Pyrochroa serraticornis (Scopoli, 1763)

Widely distributed and local throughout England but often very common where found. Adults emerge during early or mid May and for a while can be found under loose bark on deciduous trees. Fallen and standing timber may host this species as well as low rotting stumps, our records include Beech, Oak and Horse Chestnut. They disperse in warm weather and are then found mostly on dense low herbage. They often bask for long periods on large leaves, sometimes on umbel flowers and often near water, being common along the Grand Union canal and the various rivers in our area. Adults are predatory on other insects which they take from flowers and leaves. Often gregarious.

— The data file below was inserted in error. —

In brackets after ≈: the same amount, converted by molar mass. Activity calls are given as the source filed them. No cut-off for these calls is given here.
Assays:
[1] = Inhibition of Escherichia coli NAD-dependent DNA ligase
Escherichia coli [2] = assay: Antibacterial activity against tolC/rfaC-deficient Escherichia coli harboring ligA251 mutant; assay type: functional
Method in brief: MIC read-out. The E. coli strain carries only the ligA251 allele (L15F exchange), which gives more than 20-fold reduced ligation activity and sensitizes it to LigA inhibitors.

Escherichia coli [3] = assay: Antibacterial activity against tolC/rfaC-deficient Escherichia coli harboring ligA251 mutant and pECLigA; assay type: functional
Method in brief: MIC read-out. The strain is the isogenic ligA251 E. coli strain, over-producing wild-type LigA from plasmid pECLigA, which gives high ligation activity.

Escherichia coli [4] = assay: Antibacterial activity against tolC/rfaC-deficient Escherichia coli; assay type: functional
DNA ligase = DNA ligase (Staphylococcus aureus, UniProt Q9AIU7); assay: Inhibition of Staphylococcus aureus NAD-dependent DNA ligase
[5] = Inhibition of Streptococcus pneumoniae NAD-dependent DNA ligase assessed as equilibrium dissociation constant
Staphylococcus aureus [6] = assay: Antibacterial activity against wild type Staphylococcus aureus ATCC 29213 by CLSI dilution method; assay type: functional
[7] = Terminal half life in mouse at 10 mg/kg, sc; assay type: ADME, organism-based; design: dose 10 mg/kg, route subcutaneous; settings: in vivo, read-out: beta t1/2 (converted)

The larvae are reportedly omniverous (Hurka), feeding variously upon bark beetle larvae, fungal hyphae and soft cambium tissue, they live mostly under bark but are occasionally found deep within soft xylem tissue. Development is slow and up to 3 years are spent in this stage, pupation occurs under bark. The dull yellow larvae and pupae are very distinctive, larvae eventually reaching 3cm or more, large larvae are often found alongside small early instar specimens.

12-14mm. Head, pronotum and elytra bright red to scarlet, appendages black. Head with basal angles acute, wider than eyes. Elytra smooth over entire surface. Antennae pectinate in male, serrate in female. Male with deep depression between eyes, in female much shallower.

Description from 2 Watford specimens at X10



Mature Larva